Walkable City

This blog is written by one of 15 individuals attending the South By Southwest Conference in Austin with the intention to bring back ideas and to reimagine Richland County.

What makes a city walkable?

Before coming to Austin with the agenda to glean whatever information I could about cities and walkability from a plethora of sessions geared specifically to that topic, I had a very different idea of what a walkable city looked like. And while the conference sessions had a lot to offer, it was really being out in the city and walking it that changed my mind.

matthew stanfield

Matthew Stanfield.

On the day before the Cities Summit track started, I decided to get out and explore the city with the specific goal of seeing both the Austin City Hall designed by Antoine Predock and the Austin Central Library designed by Lake | Flato. So, I set out walking West from the Convention Center into the city.

What I discovered was somewhat revealing.

Had you asked me what I thought made a city walkable prior to this trip, I would have focused on the infrastructure and density. Clean streets, even pavement, kept sidewalks, and room to move, coupled with a tight urban fabric.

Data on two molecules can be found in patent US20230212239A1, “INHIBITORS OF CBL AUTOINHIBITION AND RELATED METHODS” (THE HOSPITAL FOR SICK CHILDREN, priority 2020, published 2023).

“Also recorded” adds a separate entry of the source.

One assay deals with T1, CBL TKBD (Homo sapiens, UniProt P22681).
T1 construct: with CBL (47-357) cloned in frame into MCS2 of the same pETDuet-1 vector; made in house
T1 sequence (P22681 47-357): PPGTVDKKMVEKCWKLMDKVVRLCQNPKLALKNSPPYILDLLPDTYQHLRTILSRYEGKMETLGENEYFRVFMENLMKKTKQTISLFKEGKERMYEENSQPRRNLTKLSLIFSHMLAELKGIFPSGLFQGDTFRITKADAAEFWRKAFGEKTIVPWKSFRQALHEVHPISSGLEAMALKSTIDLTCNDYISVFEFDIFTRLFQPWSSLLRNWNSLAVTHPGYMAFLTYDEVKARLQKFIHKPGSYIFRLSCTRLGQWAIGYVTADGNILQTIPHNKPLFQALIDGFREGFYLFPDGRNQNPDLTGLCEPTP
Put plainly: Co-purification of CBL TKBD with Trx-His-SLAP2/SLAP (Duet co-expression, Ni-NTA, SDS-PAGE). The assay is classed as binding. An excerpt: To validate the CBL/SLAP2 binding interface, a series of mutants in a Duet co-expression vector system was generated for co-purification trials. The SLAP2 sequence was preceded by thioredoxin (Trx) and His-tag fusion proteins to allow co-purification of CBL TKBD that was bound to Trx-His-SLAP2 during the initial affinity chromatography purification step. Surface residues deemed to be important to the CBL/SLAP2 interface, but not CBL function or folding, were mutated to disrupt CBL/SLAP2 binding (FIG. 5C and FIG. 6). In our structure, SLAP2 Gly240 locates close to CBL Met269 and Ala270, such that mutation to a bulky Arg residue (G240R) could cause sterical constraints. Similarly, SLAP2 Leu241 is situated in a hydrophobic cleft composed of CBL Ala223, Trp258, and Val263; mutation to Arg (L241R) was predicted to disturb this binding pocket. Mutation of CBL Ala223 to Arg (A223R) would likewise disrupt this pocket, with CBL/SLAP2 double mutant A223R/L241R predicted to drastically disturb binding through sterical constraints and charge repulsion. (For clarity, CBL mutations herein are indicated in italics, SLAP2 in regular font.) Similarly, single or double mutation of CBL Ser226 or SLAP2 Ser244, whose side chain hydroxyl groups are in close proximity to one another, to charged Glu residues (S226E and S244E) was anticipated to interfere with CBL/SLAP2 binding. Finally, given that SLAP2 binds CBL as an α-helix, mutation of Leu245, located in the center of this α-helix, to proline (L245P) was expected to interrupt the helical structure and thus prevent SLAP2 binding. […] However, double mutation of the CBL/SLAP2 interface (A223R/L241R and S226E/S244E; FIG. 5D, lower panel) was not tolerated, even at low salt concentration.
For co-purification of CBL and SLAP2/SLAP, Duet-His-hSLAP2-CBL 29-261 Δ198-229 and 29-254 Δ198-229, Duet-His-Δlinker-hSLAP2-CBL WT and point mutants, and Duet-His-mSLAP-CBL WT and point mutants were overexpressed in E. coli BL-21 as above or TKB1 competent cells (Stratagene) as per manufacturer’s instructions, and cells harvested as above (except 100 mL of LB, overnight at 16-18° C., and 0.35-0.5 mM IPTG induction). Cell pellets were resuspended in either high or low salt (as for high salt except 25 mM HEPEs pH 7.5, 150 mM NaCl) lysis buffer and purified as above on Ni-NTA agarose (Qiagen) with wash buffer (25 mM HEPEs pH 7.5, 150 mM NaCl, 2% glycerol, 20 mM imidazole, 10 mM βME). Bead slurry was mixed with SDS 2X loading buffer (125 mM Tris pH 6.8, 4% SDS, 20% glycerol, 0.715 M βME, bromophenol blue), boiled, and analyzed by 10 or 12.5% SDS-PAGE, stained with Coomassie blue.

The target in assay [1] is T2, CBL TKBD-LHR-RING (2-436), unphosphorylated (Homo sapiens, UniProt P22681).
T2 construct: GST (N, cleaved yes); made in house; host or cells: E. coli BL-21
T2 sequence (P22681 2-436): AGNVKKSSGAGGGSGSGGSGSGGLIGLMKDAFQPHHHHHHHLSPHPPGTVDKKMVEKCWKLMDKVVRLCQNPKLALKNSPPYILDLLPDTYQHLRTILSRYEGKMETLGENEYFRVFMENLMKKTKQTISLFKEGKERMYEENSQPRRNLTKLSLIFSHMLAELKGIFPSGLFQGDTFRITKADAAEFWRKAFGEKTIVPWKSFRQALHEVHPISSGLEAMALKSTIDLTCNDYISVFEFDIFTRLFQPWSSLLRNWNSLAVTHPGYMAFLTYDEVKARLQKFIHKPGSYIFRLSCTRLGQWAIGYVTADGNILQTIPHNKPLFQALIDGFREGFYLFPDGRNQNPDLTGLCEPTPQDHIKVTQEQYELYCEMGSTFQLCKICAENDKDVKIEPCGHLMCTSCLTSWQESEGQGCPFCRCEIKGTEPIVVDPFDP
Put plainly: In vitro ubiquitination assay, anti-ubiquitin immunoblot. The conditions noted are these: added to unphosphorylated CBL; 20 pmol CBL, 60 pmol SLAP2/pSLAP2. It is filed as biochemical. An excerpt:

The streets of Austin are not particularly austere. The pavement is cracked, the sidewalks could use some attention, there is some trash and detritus. Yet the city feels walkable. I have walked over 32 miles in the four days we have been here.

So, if not the infrastructure, then what is it that makes the city walkable? Visual interest.

Austin is a visually interesting city. The density certainly contributes to this. But it is really the public art that is the strongest contributing factor. From murals on buildings, to sidewalk mosaics, to stunning buildings (both old and new), Austin has something to catch the eye and imagination on nearly every block.

I acknowledge that in a certain regard, the novelty compared to what I am used to contributes to the interest. With familiarity comes contempt. Or, if not contempt, at least apathy.

But what if we could capture the novelty with a perpetual newness? What could Mansfield look like with an ever-changing landscape of public art? I believe it would give visitors and residents alike an expanding sense of wonder with our city.

Stay tuned and follow the progress via #SXSW419. And watch for more blogs at richlandsource.com/rising_from_rust/sxsw.

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South By Southwest Conference Blogger

Principal architect FiELD9: architecture, husband and father of seven. He strives to provide community minded architecture with modern sensibility and an eye towards sustainability. He is also deeply invested in the community through volunteerism.